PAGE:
I’m very honored to be part of the latest Typical Girls magazine and to have been given the opportunity to write for their “Generations” issue a piece relating to working with my daughters for Blood Line. I have huge respect for the creators Jamila Prowse (who had interviewed me when I was a BPF Open16 Solo Finalist with Locked-in), Celiya Köster and Chani Wisdom who have put together an engaged, intelligent, thoughtful and thought provoking 140 pages of personal stories by women in the arts exploring anything from racial and gender representation issues to family dynamics (and all the photography is pretty awesome too). I truly am in awe of them – I know that we are not defined by our age but I can not help but wonder “what was I doing that mattered when I was a 22???”. After reading my copy, I wanted to order previous issues but it turns out they are sold out, so I really encourage you to get this one now while it’s still available!
“Typical Girls is an alternative magazine, standing as a platform for a collection of women to share their stories and art. The magazine proves there is no such thing as a ‘typical girl’, there isn’t one right way to be a girl, but you decide who you are.”
Below is the full text of the published narrative.
“Once your parents pass away, you realise you’re next in line”, I once was told. It seemed likely, but it didn’t really concern me – I was only 13 years old. Even today my grand-mothers are still alive, so “next in line” should logically not be on my mind yet. But life is rarely logical. My father was diagnosed a year ago with terminal cancer at the tender age of 64. His unescapable illness and his impending death changed everything. I saw my father’s pain, my girls’ as well, and I felt my own. My series Blood Line was conceived a few months after that. I photographed my daughters, my flesh and blood, his descendants. He experienced, I processed, they embody.
Terminal illness turned our lives upside down. But I find it also affected communication and identity. When I was with my dad, he and I knew his days were counted. I was able to say things I might not have shared before, but I also found myself withholding other thoughts. My version of reality and truth shifted. Blood Line illustrates that language becomes coded and that our sense of Self morphs.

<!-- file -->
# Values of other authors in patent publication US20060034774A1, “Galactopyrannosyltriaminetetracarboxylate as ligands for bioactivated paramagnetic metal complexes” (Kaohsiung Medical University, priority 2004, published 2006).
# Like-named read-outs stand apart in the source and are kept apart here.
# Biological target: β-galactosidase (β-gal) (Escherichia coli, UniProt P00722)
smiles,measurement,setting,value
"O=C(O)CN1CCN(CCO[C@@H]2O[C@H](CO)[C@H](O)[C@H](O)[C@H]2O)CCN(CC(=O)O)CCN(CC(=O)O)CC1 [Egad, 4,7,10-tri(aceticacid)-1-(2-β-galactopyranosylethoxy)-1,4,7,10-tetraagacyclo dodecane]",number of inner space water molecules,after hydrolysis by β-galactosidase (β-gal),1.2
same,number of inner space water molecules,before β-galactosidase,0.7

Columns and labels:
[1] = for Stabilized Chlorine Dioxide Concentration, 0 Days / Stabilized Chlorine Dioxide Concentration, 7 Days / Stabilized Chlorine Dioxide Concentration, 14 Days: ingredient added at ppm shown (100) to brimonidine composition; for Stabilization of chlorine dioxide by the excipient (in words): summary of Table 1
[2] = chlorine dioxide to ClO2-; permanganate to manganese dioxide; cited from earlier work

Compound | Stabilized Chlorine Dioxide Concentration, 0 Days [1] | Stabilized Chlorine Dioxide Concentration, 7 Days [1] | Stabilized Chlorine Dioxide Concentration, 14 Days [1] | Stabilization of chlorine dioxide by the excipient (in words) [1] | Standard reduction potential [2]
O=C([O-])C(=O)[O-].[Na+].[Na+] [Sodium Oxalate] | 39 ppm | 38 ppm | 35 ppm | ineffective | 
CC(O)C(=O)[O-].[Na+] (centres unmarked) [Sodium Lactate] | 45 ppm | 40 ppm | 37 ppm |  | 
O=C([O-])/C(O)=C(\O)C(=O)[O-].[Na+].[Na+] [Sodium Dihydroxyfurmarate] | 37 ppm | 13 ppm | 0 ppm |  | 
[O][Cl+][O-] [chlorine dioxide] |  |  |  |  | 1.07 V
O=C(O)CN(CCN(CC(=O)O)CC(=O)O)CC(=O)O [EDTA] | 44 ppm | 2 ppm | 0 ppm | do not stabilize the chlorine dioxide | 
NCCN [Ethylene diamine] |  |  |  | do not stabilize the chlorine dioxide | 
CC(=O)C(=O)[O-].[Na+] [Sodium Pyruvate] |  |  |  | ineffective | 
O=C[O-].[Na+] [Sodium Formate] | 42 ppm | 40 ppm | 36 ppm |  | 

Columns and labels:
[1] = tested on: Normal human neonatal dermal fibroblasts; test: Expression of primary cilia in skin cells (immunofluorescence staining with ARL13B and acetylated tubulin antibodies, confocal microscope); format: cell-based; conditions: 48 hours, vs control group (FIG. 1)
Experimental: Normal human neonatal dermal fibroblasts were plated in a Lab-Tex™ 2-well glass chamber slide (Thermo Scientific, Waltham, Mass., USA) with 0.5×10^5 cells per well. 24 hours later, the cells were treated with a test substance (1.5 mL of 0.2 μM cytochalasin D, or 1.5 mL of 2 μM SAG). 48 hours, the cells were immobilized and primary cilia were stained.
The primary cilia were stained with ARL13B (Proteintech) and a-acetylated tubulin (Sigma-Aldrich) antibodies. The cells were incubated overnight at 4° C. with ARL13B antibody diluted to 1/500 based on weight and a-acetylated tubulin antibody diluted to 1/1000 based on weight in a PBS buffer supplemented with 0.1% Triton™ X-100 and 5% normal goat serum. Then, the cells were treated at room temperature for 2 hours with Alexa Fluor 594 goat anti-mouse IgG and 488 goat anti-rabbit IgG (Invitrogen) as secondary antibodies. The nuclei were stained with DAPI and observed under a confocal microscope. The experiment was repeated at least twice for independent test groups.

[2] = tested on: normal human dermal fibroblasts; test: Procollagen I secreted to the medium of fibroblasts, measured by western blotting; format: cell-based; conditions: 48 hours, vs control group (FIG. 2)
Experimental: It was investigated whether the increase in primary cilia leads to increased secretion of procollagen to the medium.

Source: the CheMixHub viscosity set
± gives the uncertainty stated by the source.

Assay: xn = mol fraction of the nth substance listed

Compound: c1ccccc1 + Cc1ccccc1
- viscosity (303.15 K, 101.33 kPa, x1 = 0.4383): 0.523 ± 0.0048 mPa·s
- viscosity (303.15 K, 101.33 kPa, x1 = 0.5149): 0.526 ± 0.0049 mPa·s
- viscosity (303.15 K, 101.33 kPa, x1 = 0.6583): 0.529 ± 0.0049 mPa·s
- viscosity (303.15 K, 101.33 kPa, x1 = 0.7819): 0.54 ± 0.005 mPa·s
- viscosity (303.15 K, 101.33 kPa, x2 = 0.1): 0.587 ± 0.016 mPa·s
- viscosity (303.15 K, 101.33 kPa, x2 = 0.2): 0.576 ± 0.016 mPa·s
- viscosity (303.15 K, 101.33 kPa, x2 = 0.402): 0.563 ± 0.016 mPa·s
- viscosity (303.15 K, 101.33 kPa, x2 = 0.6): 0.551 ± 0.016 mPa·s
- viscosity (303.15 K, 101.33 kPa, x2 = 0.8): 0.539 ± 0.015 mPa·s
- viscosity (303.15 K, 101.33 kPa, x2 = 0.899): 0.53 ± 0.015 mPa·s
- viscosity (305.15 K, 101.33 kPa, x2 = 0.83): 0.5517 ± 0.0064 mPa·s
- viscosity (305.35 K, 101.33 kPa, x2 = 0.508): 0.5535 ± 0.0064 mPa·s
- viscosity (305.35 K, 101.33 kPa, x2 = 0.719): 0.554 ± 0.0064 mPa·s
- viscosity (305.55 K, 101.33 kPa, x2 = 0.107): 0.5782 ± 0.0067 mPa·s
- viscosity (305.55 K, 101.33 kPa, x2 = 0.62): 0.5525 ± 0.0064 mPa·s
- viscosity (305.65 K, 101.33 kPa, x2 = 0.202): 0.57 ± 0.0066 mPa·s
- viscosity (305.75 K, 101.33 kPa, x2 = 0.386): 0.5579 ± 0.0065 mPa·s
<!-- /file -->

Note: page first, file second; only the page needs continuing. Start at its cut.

I’m a parent like any other, snapping iPhone pictures of birthday cakes and school shows, big events and little nothings. I had briefly photographed my eldest daughter in my previous project, Locked-in. But it is the first time that I created a substantial body of work with both girls. Never before have I felt more a mother as well as a photographer in the same 1/125th of a second.
I had expected some feet-dragging but the girls are actually very invested in Blood Line. I knew what I wanted and they were also very clear about what they were willing to do. And they cared beyond modeling. The youngest would sometimes make set suggestions, I called her my mini art director. Her sister liked to see me choose the final frames. She has a talent in recognising “the right picture” and would make for a terrific editor. I photographed them on average 20 minutes per week; sometimes we worked on consecutive days, but we could also go a month without shooting. Occasionally, watching a YouTube video took priority over my desire to create, and that’s fine too. They are kids and I could wait a day. Hence, collaborating with them has been both enriching and lovely.
So much of my work is about the conceptual – highlighting some universal red threads throughout what otherwise is a very personal experience. But my then 9 years old once stated gravely “This work is important.”. I thought it endearing but she was extremely serious. It matters to her because it is about her grand-father. And her comment made me understand that beyond the mother who loves and raises them and the artist who photographs them, I am also the literal link between my father and my daughters; and so is Blood Line. A year later, my Dad is gone. And when I am too, the work will still be there connecting us all.”